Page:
Manufacturing refers to all the processes, materials, components, resources, locations, and techniques necessary to make goods. Because the manufacturing process is so complex, there isn’t a universal technique applicable to any business. Each company is unique, has particular needs, budgets and specific objectives. Understanding what type of manufacturing process works best for your company is key to your success.
In this article, we’re going to explore what a manufacturing process is and the 5 most versatile and effective types of manufacturing processes.
What is a manufacturing process?
Simply put, the manufacturing process of your company is the exact way you produce goods. Although it may seem a simple concept, it is a complex activity. It involves machinery, human resources, tools, equipment, MRP software and automation. The way you establish your manufacturing process must consider what your resources are, whether or not you provide customization options, and if you manufacture in batches.
Think of your company’s characteristics and specific needs while browsing the following types of manufacturing processes to understand which one can best work for you.
The repetitive manufacturing process involves dedicated production lines, each of them working on the same product all day, and – in most cases – year-round. You can, of course, work on more than one production line at the same time and have as many lines as you need.
This type of manufacturing process is ideal when you need to create standard and non-customized products. Not only can you reach a high speed in the production rate, but you can also match the operation speed with the current customer demand. If, during a particular season, you’re selling many items of one product but fewer of another, you can speed up or slow down the related product lines to optimize your resources. The repetitive manufacturing process is mainly used by companies that manufacture electronic goods and devices.
If you need to produce many items, at a high rate, and they are all similar, but available in different styles, sizes, or other modifications, then you may prefer a discrete manufacturing process.
This is also a manufacturing process that involves different production lines for each item, but these production lines allow different setups. When compared to the repetitive process, the discrete one can take longer because of the extra setups, but it’s far more convenient than having a different production line for every variation of the very same product.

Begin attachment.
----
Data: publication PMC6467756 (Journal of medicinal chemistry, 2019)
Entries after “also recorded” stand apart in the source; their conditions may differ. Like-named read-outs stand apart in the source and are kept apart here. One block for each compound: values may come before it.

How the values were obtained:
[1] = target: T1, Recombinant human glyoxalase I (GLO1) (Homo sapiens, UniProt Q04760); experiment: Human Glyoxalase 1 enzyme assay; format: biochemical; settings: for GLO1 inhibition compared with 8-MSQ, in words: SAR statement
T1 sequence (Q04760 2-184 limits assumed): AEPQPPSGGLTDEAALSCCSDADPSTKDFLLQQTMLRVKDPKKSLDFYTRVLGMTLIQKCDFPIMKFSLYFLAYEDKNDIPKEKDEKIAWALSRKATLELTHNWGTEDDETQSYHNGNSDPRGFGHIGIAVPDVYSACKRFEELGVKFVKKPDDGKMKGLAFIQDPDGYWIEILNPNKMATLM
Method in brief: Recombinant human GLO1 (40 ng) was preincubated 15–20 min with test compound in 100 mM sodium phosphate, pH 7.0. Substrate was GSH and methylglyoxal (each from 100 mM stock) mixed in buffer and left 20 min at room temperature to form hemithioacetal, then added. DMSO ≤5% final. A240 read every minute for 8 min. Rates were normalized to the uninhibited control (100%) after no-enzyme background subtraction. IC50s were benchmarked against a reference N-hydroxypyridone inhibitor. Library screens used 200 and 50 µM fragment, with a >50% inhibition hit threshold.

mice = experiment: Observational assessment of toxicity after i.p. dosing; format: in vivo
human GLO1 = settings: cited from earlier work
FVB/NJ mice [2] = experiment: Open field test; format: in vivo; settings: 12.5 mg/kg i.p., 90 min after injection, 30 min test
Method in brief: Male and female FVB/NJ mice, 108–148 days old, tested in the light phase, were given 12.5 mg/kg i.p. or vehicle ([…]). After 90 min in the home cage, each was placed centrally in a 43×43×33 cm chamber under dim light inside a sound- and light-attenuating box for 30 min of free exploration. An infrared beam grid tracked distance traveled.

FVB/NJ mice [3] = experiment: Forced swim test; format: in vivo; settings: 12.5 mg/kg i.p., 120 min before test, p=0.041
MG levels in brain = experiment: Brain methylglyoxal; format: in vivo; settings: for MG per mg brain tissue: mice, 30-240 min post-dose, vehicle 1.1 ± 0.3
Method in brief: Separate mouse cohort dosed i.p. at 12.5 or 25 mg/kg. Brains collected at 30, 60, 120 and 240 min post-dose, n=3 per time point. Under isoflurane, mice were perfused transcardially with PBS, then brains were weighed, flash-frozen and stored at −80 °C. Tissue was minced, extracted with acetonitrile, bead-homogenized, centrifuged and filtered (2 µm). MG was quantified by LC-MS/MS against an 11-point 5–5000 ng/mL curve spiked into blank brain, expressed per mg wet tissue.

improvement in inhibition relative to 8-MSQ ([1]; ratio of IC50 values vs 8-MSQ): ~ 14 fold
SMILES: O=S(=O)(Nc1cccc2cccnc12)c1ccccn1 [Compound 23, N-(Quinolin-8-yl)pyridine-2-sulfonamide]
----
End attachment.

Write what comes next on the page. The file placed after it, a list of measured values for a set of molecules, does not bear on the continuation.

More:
Many manufacturing companies use the discrete manufacturing process, and it’s ideal for electronic or medical devices, toys, smartphones, automobiles, clothing, and many more.
Job shop manufacturing
This manufacturing process doesn’t involve production lines, but rather different production areas. Each one of these areas is specialized and optimized for the production of a single version of an item. This is preferred when you need to produce smaller batches of products and custom items. The job shop manufacturing process is suitable for both made-to-order (MTO) and made-to-stock (MTS) products.
We speak about MTO when the production is triggered and goes on according to sales orders. When an order is received the production process begins.
With MTS systems, products are manufactured for inventory. The production rate is based on sales forecasts and customer demand.
One of the main advantages of the job shop manufacturing process is that it can be adapted to a discrete manufacturing line and therefore, accelerate the production rate.
Continuous manufacturing process
This is a process similar to repetitive manufacturing, but it’s used in the production of raw materials such as liquids, powders, gases, or slurries. Just like the repetitive process, it involves production lines that run 24/7. The continuous manufacturing process is used by companies that deal with food products. metal, oil refining, paper production, and more.
Batch manufacturing process
Batch manufacturing is ideal for smaller companies that don’t require a 24/7 production line with high production rates. This type of manufacturing process shares some similarities with the discrete and job shop manufacturing. It’s triggered and based on customer demand (like the job shop process) and it’s not strict to a single production line (like the discrete process).
When you have ingredients or raw materials that serve to assemble or produce different types of products, you need a more diverse production process. With batch manufacturing you have your raw materials and tools at your disposal and different areas ready to start working as soon as an order comes in. When the order is fulfilled, the area is cleaned and ready for the next ones.
You don’t have to strictly use a single manufacturing process, but adapt them to your particular business case. Some of these processes are more versatile and can work as discrete production lines or job shop areas according to your needs. Now that you know all the options at your disposal, you can set up the most suitable manufacturing process (or processes) for the specific needs of your company.